Multilateral efforts. Only rare actors advocate the idea of a global, all-encompassing Internet treaty that would harmonise relevant laws and solve the full range of cyber-cooperation issues. Moreover, treaty negotiations are notoriously long. Even the most extensive agreement to date tackling cybercrime, the Budapest Convention, was a lengthy process: if formal negotiations took “only” four years, more than a decade was required to put the topic on the agenda. In the end, though the Convention was signed by more than 50 states around the world (excluding several large countries such as India and Brazil), some countries use the fact that it was initially elaborated within the Council of Europe as an argument against joining a regime in the drafting of which they had not participated.

In the last few years, many useful declarations have been developed within multilateral organisations at the level of general principles, showing some form of convergence. Still, none of them were able to move towards developing operationally implementable regimes.

MLATs. Historically, the bilateral mutual legal assistance treaties (MLATs) enabling government-to-government legal cooperation were negotiated to handle rare and rather exceptional cross-border criminal cases. However, now that transborder interactions have become commonplace on the Internet and most criminal evidence is digital and hosted by operators in foreign countries, this system is generally described as “broken.” MLATs have at least four structural limitations:

• Speed. MLAT processes can take months or even years to be processed, making them ill equipped to handle the instant and viral spread of information on the Internet.

• Scope. MLATs are often limited to “dual incrimination” situations – cases that qualify as a crime in the jurisdictions of both requesting and receiving countries – an obstacle given the disparity of national legislations.

• Asymmetry. Regardless of the physical location of actions or involved parties, the MLAT system de facto imposes the law of the recipient country over the law of the requesting one, even if there is no territorial connection to the latter other than the incorporation of the targeted platform or operator.

• Scalability. Establishing such bilateral relations among more than 190 countries would require more than 15,000 arrangements, an outcome neither feasible nor desirable.

Direct public-private requests. In the absence of timely and appropriate frameworks for international cooperation, public authorities in one country are increasingly sending requests directly to private actors in other jurisdictions, such as Internet platforms, hosting companies, registrars, or registries. This is particularly common in instances of requests for user data, content takedowns, and domain seizures. The internal transparency reports of some major global Internet companies provide a snapshot of the rise of such requests. Though there is a lack of reliable data to show the overall magnitude of this new trend, the increase in the number of requests reflects an attempt to establish modalities of voluntary cooperation.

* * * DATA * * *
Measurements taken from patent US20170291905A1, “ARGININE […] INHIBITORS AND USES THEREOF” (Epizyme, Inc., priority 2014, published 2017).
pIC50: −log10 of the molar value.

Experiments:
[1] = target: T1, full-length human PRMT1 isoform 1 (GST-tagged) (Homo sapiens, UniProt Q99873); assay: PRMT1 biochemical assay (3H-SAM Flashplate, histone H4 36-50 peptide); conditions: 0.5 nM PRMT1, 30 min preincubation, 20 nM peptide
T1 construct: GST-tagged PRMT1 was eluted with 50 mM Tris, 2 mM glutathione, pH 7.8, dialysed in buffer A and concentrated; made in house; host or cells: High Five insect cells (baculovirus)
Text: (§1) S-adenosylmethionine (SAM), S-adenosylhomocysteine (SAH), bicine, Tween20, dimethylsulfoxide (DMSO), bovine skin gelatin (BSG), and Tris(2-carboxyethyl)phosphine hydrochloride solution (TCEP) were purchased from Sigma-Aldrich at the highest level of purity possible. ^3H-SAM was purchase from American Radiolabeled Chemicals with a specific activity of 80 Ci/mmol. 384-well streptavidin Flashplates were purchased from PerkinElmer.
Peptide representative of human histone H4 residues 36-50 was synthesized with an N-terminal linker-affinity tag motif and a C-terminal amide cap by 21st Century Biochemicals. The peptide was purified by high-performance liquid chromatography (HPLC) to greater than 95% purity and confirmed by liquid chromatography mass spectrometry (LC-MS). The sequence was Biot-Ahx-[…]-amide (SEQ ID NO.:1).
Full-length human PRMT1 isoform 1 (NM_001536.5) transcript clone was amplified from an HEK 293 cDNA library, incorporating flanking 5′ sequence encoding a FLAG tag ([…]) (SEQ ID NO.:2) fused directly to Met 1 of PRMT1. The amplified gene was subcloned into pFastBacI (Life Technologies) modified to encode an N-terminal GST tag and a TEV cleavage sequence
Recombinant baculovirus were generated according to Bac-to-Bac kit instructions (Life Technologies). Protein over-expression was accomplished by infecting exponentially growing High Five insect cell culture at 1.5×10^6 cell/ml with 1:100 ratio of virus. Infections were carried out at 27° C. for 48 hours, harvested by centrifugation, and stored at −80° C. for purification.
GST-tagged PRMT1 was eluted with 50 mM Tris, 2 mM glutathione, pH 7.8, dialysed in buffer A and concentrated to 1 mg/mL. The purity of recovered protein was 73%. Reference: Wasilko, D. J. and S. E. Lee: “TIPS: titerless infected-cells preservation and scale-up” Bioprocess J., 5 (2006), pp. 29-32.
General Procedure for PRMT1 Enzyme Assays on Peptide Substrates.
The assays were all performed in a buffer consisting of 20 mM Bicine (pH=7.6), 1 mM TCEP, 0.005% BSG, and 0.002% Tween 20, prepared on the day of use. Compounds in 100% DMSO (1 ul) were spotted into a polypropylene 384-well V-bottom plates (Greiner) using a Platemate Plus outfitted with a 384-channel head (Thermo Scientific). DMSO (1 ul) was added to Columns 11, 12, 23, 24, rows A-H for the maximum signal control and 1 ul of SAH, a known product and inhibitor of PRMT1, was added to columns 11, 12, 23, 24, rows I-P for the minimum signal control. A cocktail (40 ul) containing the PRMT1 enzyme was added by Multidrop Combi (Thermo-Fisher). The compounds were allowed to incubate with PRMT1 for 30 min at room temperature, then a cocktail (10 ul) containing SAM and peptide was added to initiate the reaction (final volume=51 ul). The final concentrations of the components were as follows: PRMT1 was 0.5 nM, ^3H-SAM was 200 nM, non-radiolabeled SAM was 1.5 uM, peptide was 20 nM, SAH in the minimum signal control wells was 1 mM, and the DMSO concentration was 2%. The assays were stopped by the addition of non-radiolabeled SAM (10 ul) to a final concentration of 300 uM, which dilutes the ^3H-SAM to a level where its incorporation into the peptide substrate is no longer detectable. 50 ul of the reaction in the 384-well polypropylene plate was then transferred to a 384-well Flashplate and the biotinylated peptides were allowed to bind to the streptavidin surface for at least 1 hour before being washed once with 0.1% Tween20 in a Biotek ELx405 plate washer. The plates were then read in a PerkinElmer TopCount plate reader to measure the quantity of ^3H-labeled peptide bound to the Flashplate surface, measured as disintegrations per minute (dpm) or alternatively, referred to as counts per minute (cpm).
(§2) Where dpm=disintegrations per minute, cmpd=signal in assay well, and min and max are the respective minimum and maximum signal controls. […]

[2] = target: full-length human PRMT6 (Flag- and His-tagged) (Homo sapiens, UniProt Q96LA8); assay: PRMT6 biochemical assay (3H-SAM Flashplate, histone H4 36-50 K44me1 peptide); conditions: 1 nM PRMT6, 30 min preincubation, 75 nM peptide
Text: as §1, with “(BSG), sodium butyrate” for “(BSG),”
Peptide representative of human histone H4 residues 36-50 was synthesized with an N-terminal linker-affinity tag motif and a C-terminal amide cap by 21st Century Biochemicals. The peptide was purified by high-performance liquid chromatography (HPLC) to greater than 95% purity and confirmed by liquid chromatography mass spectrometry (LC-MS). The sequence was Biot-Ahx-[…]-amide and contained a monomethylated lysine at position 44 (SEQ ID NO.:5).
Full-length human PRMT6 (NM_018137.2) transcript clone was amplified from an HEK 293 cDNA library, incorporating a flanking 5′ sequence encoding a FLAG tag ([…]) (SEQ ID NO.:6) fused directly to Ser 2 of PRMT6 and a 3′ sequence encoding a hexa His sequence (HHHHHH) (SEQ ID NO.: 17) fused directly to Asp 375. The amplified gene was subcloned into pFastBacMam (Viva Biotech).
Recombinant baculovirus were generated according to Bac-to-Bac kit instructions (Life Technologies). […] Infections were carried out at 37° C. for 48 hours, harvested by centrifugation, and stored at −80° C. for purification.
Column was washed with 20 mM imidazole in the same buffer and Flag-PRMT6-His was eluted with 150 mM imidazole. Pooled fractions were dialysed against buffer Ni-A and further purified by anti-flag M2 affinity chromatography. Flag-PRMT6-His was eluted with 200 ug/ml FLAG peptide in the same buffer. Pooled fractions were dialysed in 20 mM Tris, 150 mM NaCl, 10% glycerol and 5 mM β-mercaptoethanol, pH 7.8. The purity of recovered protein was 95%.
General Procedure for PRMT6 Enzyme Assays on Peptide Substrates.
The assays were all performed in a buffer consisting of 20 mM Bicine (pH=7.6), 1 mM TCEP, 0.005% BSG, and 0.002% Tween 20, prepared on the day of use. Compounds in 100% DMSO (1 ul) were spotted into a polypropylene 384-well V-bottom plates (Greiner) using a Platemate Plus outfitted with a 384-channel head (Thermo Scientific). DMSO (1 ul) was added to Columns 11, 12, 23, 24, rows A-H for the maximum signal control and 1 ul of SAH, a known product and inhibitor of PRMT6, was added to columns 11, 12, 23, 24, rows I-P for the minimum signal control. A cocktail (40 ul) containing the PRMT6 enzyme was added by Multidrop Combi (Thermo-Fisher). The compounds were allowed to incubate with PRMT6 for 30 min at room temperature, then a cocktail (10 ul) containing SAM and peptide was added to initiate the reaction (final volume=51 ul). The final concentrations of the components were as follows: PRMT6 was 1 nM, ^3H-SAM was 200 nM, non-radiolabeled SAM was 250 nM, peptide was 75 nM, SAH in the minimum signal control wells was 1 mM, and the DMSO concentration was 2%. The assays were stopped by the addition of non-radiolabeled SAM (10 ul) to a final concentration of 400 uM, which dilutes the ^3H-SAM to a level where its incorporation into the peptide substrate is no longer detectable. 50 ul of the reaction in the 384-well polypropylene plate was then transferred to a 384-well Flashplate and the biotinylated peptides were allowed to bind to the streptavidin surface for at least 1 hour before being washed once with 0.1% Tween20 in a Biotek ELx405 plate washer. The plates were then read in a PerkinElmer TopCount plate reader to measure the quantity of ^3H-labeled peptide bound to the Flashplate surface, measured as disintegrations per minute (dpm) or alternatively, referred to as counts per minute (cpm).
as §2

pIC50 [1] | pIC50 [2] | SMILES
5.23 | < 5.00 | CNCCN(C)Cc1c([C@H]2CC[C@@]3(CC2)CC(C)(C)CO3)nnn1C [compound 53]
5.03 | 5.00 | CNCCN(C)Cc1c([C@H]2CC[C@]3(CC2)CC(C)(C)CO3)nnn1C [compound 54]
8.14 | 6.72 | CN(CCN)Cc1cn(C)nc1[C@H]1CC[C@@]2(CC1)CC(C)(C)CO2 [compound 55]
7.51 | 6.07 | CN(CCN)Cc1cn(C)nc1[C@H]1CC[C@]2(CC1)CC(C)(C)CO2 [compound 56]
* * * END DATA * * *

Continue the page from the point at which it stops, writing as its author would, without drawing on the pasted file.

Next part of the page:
Direct public-private requests however pose several problems. First, private companies are forced to make determinations on sensitive, high-stakes issues regarding economic conduct, international diplomacy, public safety, freedom of expression, and other human rights issues through procedures and criteria that lack transparency and due process. This can be an especially difficult situation when compliance with a foreign request would contradict the law in the company’s country of incorporation. Meanwhile, forgone requests can lead to tensions, or in extreme cases to compulsory data localisation or the blocking of entire platforms through national ISPs. Finally, while large global platforms can afford to allocate the necessary human and financial resources to managing requests, start-ups and medium-sized companies with globally available content and services struggle more considerably in these circumstances.

A Dangerous Path: Unintended Negative Consequences

The lack of coordination and inability of the international system to provide adequate and scalable cooperation solutions produce a typical “prisoner’s dilemma”—actors, employing the only tools available to them, make short-term decisions that appear in their immediate interest, despite such solutions being sub-optimal or even detrimental in the long-term. On a wider scale, the sum of uncoordinated unilateral actions by governments and private actors can have serious unintended consequences.

Economically, a legal arms race would decrease investment in start-ups and medium-sized companies because of legal uncertainty and risks of intermediary liability, thereby stifling innovation, competition, and growth. In terms of freedom of expression and other human rights, increased pressure on Internet companies to accept direct requests could lower due process protections and produce a “race to the bottom”, all in the absence of viable mechanisms for transborder appeals and redress for harmed Internet users. Barring other options, actors may be tempted to regulate content by manipulating the technical architecture of the Internet, wielding shutdowns or leveraging the location of registries and registrars to impose national laws. Finally, cooperation across borders is an urgent necessity when tackling cybercrime, terrorism, and other security threats confronting the global community at large.